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Emerging pollutants, corrosive chemicals and dyes released from the industries, harshly contaminates the landfills, environment and water reservoirs. Mass mortalities of aquatic animals in water bodies and species depletion is linked with improper release of wastewater. Pollutants released in water bodies are a threatening alarm to the human society and environment. To remove the pollutants from municipal wastewater, several techniques including adsorption, chelation, precipitation and ion exchange were employed. However, chitosan based hybrid materials (nanocomposite, hydrogel, membrane, film, sponge, nanoparticle, microsphere and flake) could serve as novel alternate materials to replace the chemical based adsorbents. The advantages of using chitosan based hybrid materials in wastewater treatment was summarized herein. Furthermore, this review aims to highlight the role of chitosan based hybrid materials for removing various pollutants and dyes from municipal wastewater.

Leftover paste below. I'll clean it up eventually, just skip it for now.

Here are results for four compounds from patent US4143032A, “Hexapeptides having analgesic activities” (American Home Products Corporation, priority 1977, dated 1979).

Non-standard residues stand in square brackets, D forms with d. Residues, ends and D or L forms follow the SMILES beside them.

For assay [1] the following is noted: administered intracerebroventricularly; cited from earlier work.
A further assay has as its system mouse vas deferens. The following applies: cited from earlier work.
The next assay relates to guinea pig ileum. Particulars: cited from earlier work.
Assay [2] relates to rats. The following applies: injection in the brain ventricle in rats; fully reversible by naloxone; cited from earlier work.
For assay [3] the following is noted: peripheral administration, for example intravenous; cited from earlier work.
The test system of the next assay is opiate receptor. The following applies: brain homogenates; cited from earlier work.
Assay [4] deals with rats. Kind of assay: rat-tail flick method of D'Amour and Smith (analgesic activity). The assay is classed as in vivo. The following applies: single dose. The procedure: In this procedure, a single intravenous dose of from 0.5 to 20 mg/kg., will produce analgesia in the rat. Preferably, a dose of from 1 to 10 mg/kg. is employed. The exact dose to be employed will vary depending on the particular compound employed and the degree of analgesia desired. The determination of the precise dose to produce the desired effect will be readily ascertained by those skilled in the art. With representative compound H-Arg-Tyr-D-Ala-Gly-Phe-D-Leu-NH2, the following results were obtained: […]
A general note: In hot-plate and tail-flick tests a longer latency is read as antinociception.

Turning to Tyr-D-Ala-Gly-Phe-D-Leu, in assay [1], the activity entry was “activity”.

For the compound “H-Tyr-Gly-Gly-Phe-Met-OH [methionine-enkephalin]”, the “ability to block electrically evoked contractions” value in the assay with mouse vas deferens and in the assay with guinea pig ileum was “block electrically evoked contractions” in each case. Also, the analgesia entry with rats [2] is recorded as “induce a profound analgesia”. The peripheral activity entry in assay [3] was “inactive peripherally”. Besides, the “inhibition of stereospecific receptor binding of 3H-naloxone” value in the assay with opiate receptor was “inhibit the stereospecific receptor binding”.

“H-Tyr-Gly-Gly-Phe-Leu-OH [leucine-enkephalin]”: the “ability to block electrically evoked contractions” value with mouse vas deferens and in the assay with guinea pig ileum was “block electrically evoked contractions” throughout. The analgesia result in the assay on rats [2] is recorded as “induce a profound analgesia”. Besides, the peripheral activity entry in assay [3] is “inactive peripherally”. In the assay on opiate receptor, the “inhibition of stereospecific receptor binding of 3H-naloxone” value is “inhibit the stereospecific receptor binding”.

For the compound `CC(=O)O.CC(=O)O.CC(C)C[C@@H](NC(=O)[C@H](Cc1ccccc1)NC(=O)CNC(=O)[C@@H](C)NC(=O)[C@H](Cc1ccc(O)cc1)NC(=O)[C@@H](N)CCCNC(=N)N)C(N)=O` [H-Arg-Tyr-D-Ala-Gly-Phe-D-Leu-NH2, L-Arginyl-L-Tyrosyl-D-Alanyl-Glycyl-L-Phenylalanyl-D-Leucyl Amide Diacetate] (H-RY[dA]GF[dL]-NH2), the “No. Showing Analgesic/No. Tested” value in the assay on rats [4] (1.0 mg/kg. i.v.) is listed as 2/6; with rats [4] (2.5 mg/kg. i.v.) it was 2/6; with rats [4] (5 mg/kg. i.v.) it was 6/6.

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This study aimed to evaluate the rheological properties of doughs with 50% brewers’ spent grain (BSG) derived from a rye-based (RBSG) and barley-based (BBSG) beer added, and the textural profile of the related baked products. Simple model systems using BSG flour mixed with water were studied. Two bakery products, focaccia and cookies, were made as food systems using BSG in a 1:1 ratio with wheat flour (WF). Their rheological properties and texture after baking were characterized. BSG-added dough exhibited viscoelastic properties with a solid gel-like behavior. The addition of BSG increased G′ > G″ and decreased the dough flexibility. BSG addition in baked RBSG focaccia increased the hardness, gumminess, and chewiness by 10%, 9%, and 12%, respectively. BBSG cookies had a 20% increase in fracturability. A positive correlation was found between the rheological metrics of the dough and the textural parameters of BBSG-added cookies. PCA analysis revealed that complex viscosity, G′, G″, and cohesiveness separated BBSG focaccia from RBSG focaccia and the control. Therefore, the rheological properties of BSG dough will have industrial relevance for 3D-printed customized food products with fiber. Adding RBSG and BBSG to selected foods will increase the up-cycling potential by combining techno-functional properties.